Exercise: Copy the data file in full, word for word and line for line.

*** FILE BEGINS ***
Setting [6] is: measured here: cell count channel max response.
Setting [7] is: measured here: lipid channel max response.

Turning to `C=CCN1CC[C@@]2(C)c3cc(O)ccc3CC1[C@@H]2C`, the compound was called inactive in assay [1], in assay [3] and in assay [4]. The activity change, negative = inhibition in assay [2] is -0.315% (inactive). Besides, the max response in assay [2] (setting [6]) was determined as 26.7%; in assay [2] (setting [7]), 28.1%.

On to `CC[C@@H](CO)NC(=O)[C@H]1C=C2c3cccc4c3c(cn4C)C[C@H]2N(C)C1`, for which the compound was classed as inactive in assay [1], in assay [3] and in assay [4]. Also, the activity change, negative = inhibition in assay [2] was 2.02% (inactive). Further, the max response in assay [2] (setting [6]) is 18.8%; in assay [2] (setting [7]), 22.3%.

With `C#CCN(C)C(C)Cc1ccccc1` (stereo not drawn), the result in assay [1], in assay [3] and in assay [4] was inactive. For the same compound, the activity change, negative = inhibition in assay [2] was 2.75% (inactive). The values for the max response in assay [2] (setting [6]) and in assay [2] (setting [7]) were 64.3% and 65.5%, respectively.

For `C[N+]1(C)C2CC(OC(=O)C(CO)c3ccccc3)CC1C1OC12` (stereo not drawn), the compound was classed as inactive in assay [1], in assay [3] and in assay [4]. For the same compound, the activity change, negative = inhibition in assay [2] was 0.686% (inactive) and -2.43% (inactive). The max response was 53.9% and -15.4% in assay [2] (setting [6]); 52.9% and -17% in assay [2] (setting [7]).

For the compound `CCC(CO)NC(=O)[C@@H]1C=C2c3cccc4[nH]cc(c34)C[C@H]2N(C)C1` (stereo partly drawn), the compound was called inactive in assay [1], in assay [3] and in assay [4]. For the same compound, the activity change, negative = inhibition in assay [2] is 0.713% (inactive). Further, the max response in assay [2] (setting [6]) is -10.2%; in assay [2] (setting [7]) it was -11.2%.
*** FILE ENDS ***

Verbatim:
Setting [6] is: measured here: cell count channel max response.
Setting [7] is: measured here: lipid channel max response.

Turning to `C=CCN1CC[C@@]2(C)c3cc(O)ccc3CC1[C@@H]2C`, the compound was called inactive in assay [1], in assay [3] and in assay [4]. The activity change, negative = inhibition in assay [2] is -0.315% (inactive). Besides, the max response in assay [2] (setting [6]) was determined as 26.7%; in assay [2] (setting [7]), 28.1%.

On to `CC[C@@H](CO)NC(=O)[C@H]1C=C2c3cccc4c3c(cn4C)C[C@H]2N(C)C1`, for which the compound was classed as inactive in assay [1], in assay [3] and in assay [4]. Also, the activity change, negative = inhibition in assay [2] was 2.02% (inactive). Further, the max response in assay [2] (setting [6]) is 18.8%; in assay [2] (setting [7]), 22.3%.

With `C#CCN(C)C(C)Cc1ccccc1` (stereo not drawn), the result in assay [1], in assay [3] and in assay [4] was inactive. For the same compound, the activity change, negative = inhibition in assay [2] was 2.75% (inactive). The values for the max response in assay [2] (setting [6]) and in assay [2] (setting [7]) were 64.3% and 65.5%, respectively.

For `C[N+]1(C)C2CC(OC(=O)C(CO)c3ccccc3)CC1C1OC12` (stereo not drawn), the compound was classed as inactive in assay [1], in assay [3] and in assay [4]. For the same compound, the activity change, negative = inhibition in assay [2] was 0.686% (inactive) and -2.43% (inactive). The max response was 53.9% and -15.4% in assay [2] (setting [6]); 52.9% and -17% in assay [2] (setting [7]).

For the compound `CCC(CO)NC(=O)[C@@H]1C=C2c3cccc4[nH]cc(c34)C[C@H]2N(C)C1` (stereo partly drawn), the compound was called inactive in assay [1], in assay [3] and in assay [4]. For the same compound, the activity change, negative = inhibition in assay [2] is 0.713% (inactive). Further, the max response in assay [2] (setting [6]) is -10.2%; in assay [2] (setting [7]) it was -11.2%.